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Resolved: You should get ice cream

Mandate 1: Acquire chocolate ice cream at the local Walmart

Mandate 2: Purchase sprinkles

Mandate 3: Purchase chocolate fudge

Mandate 4: Get some root beer in case anyone wants to make floats

Mandate 5: Throw an ice cream party

We’ve got a comedian on our hands.  So tell me, what’s wrong with this picture?  If you said that mandates 2 through 5 of the above plan are blatantly untopical, you would be correct.  So that means that, were this to happen in an actual round, neg automatically wins, right?  Wrong.  In this article, I’d like to convince you that extratopical aff plans can (and, in most observed cases, do) successfully affirm the resolution and thus are a legitimate aff strategy.

To clarify: no, I’m not talking about aff severability.  I.E., some people, were they aff in this situation, might argue that even if neg successfully argues that four-fifths of the plan is untopical, the judge can simply evaluate whether the topical part independently produces a net benefit.  And maybe it does.  But there are at least two problems with this approach (not that these problems disqualify this approach, just that they render it less effective in some situations).  One, some people might argue that cutting off part of your plan constitutes a prima facie violation since, objectively, it’s not the same plan that was proposed in the 1AC.  In fairness, there is a response to be made that, if violating prima facie is to groundshift after the 1AC, aff hasn’t done that at all – they’re still within the original grounds they claimed in the first plan.  Whether that’s a legitimate response is, as all things are, debatable.

But the second problem – and this is the kicker – is that you just lost eighty percent of your plan!  Let’s suppose neg either runs and loses the above prima facie argument or simply doesn’t run it.  Even in that case, it’s still a bit of a downer.  But wouldn’t it be cool if there was a way to keep your untopical mandates along with your topical ones?  Wouldn’t it be even cooler if you could explicitly say, “yes judge, half of our plan is clearly outside the bounds of the resolution” and still win the round?

I’ve got news for you – I think you can. 

Assuming a traditional framework, aff’s job is to prove the resolution true.  That’s it.  If they prove it true, they win, if not, they lose.  With few exceptions, policy resolutions are phrased as “Resolved: X should do Y” (note: I’m aware that in most cases, there are any number of ways to “do Y.”  Thus, when I refer to Y for the duration of this article, I refer to an instance of doing Y that does not subsume all possible topical plans).  If the resolution is stated without a specific actor, then for the sake of this article, we’ll say that in those cases, the actor is whatever actor the aff chooses.  Broadly speaking, extratopical plans take the following form:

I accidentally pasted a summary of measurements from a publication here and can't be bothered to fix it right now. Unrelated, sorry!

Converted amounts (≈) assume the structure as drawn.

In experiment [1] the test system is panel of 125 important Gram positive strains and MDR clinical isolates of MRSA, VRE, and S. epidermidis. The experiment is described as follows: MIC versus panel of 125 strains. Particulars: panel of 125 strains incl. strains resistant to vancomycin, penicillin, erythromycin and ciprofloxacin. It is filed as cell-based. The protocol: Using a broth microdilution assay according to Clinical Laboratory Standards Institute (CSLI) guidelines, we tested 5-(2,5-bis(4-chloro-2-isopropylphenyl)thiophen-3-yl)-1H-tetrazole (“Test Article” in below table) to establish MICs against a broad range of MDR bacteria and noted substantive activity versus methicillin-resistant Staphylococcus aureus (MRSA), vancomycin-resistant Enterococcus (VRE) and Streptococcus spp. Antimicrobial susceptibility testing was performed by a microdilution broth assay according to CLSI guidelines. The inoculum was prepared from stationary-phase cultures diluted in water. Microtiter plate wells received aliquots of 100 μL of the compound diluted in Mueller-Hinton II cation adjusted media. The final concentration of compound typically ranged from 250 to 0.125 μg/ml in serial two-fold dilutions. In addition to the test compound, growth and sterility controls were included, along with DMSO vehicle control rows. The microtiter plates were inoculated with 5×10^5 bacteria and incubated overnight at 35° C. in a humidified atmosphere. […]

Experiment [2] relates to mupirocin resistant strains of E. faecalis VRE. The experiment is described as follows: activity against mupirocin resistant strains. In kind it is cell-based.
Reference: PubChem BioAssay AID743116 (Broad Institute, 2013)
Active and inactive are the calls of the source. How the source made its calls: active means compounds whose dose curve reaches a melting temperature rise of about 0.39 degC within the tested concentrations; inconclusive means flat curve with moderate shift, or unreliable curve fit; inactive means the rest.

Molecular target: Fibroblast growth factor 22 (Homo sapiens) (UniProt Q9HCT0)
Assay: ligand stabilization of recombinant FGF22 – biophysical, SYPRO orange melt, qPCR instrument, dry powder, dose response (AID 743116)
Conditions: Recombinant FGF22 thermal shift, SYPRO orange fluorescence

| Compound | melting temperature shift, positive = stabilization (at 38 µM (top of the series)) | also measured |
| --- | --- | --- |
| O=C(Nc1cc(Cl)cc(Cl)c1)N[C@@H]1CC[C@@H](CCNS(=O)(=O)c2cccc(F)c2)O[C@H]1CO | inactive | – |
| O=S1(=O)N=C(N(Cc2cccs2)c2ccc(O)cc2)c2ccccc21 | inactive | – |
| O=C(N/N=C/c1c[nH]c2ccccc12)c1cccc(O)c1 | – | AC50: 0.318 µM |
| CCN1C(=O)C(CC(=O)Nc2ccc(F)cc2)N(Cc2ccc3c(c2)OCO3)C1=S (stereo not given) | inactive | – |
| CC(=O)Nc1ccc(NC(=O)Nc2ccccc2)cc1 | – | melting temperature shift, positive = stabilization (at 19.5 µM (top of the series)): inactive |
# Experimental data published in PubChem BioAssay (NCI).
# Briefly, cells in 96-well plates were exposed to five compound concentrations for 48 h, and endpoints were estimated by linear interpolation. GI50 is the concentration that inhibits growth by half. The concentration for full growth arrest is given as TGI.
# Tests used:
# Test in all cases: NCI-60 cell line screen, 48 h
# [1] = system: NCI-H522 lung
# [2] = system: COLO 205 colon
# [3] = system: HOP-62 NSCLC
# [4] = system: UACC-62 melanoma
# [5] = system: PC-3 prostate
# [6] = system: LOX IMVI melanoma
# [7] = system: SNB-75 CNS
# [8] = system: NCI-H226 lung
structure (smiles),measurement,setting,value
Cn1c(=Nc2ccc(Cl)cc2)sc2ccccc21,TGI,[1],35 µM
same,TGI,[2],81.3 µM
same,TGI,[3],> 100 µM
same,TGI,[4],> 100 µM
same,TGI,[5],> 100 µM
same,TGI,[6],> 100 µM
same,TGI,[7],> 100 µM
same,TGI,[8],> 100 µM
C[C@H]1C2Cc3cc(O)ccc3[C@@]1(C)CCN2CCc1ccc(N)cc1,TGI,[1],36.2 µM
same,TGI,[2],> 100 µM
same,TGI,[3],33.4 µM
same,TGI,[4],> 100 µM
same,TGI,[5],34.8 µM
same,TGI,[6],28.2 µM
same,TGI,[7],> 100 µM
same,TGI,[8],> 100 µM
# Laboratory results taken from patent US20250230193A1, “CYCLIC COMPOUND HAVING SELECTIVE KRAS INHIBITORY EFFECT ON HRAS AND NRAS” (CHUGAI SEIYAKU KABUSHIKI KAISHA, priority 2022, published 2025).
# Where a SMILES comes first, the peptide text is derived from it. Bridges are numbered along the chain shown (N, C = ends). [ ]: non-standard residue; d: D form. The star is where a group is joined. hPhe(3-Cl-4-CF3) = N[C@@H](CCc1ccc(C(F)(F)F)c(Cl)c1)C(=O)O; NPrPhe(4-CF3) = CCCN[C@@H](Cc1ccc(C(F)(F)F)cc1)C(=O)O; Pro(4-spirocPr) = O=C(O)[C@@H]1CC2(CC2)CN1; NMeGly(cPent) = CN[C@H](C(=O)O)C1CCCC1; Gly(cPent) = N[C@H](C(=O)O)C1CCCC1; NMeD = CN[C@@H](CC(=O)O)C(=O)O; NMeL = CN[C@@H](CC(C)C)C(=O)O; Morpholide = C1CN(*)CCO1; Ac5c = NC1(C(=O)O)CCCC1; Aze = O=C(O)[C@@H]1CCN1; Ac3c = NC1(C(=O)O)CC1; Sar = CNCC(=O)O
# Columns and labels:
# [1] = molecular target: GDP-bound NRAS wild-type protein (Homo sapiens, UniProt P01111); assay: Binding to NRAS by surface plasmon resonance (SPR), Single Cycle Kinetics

Mandate 1: X will do Y

Mandate 2: X will do Z

Let’s suppose that aff proves that their plan is net beneficial.  They have proven “X should do Y and Z.”  In proving that true, they have also proven that “X should do Y;” they have successfully affirmed the resolution.  For example, “Resolved: You should jump off of a cliff” sounds like a horrible idea.  But suppose the following:

Mandate 1: Put a trampoline at the bottom of the cliff

Mandate 2: Jump off of the cliff

Advantage: Epic adrenaline rush

Objectively speaking, given aff proves the advantage, it is a true statement that you should jump off of the cliff.  

A caveat: there are two scenarios where your extratopical aff can lose, one of which is obvious, the other less so.  Case one, if the plan does more harm than good (duh).  Case two, if, though the plan is net beneficial (it’s better than doing nothing), it is better to do Y rather than X and Y.  Example:

Resolved: You should eat dirt

Mandate 1: Eat dirt

Mandate 2: Eat ice cream

The word “should” in the resolution (and this goes for all policy resolutions) does not simply require the aff to prove their plan is net beneficial.  It requires them to prove it’s the best option among those the judge is presented with.  Because even if it’s net beneficial, if there’s a better course of action, we should do it, and we should not do the aff plan.  In the above example, let’s suppose the ice cream is so good that it’s even worth eating the dirt to have it.  True though that may be, the best option is obviously to just have the ice cream by itself, meaning we should not eat dirt, meaning the resolution isn’t proven.

Hope you guys found this helpful!


Ben Brown is the blog manager for Ethos Debate LLC. He competed in Team Policy debate throughout high school, winning 1st place at the 2022 NCFCA national championship. When not debating, Ben can be found wishing he was debating, playing board games, or hanging out with friends and family.

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